From press reports
Robin Carder Wood, 59, a naval aviator and fighter pilot during the Vietnam War, died of cardiopulmonary arrest January 11, 2002, at Inova Fair Oaks Hospital. He had diabetes.
He retired from the Navy as a Lieutenant Commander in 1985, after having served in the Mediterranean, Norfolk and the Washington area in addition to Vietnam. He was a graduate of the U.S. Naval Academy and received a master's degree in aeronautical engineering at the Naval Postgraduate School. His awards included a Navy Commendation Medal.
Commander Wood, a resident of Tall Timbers, was born in St. Paul, Minnesota On retiring from the Navy, he settled in the Washington area and worked as a systems engineer for defense contractors, including Delex Systems Inc. and Veridian Corp. Most recently, he worked for Veridian at the Patuxent River Naval Air Station.
He was a member of the Tailhook Association and the Fleet Reserve Club of Annapolis.
His marriage to Betty Jean Wood ended in divorce.
Survivors include his wife, Therese A. Wood of Tall Timbers; two children from his first marriage, Robert Wood and Tracy Wood Libby, both of Jacksonville, Fla.; his mother, Marion Wood of Memphis; a brother; a sister; and two grandchildren.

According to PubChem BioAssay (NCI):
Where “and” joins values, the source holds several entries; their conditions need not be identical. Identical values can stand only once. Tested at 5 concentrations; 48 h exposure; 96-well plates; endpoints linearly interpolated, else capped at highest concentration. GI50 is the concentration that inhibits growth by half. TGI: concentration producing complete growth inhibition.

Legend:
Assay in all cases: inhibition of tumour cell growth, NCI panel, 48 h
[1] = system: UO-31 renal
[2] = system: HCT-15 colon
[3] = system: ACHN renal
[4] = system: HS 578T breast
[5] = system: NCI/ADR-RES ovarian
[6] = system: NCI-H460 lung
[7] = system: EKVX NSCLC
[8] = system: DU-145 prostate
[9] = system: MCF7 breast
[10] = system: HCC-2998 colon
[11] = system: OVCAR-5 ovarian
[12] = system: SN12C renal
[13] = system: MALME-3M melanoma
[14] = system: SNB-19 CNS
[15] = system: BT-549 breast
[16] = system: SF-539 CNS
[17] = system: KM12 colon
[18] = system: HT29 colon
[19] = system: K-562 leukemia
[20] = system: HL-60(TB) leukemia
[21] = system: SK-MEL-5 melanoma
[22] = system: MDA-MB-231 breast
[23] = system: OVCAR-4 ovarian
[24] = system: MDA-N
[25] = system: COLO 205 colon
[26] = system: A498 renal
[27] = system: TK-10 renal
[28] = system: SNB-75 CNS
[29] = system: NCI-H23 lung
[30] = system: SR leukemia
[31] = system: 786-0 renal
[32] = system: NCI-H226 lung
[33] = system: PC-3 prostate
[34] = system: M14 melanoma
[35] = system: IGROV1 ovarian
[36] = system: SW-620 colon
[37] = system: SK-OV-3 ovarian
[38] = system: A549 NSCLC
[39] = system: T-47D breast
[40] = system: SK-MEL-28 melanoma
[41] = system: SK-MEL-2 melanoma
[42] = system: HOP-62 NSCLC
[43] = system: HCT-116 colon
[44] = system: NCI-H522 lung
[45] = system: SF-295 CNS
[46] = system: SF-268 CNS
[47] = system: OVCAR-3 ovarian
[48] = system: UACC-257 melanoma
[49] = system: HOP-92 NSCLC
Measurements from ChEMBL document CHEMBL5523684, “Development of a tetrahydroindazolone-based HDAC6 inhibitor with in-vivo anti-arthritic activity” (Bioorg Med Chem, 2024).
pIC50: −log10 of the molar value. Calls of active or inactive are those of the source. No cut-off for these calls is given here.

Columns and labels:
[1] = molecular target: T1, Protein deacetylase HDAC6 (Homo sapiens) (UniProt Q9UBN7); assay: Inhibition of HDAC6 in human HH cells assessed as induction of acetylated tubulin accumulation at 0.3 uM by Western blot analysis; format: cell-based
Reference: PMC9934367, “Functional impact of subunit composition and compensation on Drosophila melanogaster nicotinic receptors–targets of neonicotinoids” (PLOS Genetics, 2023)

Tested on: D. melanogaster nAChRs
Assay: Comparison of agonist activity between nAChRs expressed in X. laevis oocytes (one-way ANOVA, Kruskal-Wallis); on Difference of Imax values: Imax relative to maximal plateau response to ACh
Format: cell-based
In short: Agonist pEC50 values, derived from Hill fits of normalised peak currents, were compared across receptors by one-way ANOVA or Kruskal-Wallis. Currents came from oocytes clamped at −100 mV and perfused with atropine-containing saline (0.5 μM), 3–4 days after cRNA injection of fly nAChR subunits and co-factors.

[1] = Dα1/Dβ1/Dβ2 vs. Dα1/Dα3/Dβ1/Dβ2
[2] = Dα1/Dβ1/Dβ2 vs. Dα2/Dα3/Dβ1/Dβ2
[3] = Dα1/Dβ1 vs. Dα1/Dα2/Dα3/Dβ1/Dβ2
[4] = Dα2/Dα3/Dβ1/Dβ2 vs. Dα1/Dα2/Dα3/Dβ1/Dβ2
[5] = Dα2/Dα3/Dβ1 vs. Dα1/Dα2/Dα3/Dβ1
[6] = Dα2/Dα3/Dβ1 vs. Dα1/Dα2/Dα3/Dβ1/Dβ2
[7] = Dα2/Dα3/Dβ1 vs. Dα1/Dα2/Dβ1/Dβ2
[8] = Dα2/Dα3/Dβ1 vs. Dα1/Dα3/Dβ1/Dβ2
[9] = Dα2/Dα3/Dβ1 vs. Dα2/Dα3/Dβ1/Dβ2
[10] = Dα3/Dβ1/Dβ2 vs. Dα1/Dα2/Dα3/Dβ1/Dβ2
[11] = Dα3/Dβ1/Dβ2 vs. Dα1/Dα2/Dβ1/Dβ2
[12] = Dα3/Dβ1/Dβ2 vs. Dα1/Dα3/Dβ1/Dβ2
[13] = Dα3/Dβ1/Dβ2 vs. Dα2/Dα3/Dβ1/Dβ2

Robin Carder Wood, a retired Naval Aviator died January 11, 2002.
Robin graduated from the United States Naval Academy in 1965. He flew in Vietnam and retired from the Navy in 1985.
Funeral services will be held on February 11, 2002, 1 p.m. at Ft. Myer Old Post Chapel. Interment Arlington National Cemetery. In lieu of flowers contributions may be made to the US Naval Academy Foundation Honor Chair Program, P.O. Box 64740, Baltimore, MD 21264-4740 in Lieutenant Commander Robin C. Wood's name, Class of 1965.
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Michael Robert Patterson was born in Arlington and is the son of a former officer of the US Army. So it was no wonder that sooner or later his interests drew him to American history and especially to American military history. Many of his articles can be found on renowned portals like the New York Times, Washingtonpost or Wikipedia.
Reviewed by: Michael Howard